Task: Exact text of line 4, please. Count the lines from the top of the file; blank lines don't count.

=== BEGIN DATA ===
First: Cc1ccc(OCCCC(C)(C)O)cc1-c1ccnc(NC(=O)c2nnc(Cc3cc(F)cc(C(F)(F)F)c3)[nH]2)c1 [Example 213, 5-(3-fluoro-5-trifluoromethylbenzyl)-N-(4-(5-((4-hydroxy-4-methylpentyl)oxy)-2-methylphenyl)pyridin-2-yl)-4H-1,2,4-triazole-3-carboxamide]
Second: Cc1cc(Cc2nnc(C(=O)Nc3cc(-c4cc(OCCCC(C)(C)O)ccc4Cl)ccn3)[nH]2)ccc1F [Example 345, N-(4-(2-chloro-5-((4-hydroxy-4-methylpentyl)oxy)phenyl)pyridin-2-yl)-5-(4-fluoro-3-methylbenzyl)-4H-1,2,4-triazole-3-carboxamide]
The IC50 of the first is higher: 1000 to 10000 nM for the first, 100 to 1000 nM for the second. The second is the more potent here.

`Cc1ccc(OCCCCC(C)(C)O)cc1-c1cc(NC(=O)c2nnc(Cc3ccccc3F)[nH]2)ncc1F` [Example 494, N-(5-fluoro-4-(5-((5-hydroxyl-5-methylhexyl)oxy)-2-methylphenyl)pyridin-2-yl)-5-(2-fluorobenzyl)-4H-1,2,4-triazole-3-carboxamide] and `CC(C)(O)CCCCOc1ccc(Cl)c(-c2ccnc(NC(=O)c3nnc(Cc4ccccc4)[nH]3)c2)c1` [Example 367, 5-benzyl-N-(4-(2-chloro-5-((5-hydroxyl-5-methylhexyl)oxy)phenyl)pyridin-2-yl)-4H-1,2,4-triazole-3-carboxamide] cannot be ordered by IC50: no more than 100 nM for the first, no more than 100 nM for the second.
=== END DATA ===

`Cc1ccc(OCCCCC(C)(C)O)cc1-c1cc(NC(=O)c2nnc(Cc3ccccc3F)[nH]2)ncc1F` [Example 494, N-(5-fluoro-4-(5-((5-hydroxyl-5-methylhexyl)oxy)-2-methylphenyl)pyridin-2-yl)-5-(2-fluorobenzyl)-4H-1,2,4-triazole-3-carboxamide] and `CC(C)(O)CCCCOc1ccc(Cl)c(-c2ccnc(NC(=O)c3nnc(Cc4ccccc4)[nH]3)c2)c1` [Example 367, 5-benzyl-N-(4-(2-chloro-5-((5-hydroxyl-5-methylhexyl)oxy)phenyl)pyridin-2-yl)-4H-1,2,4-triazole-3-carboxamide] cannot be ordered by IC50: no more than 100 nM for the first, no more than 100 nM for the second.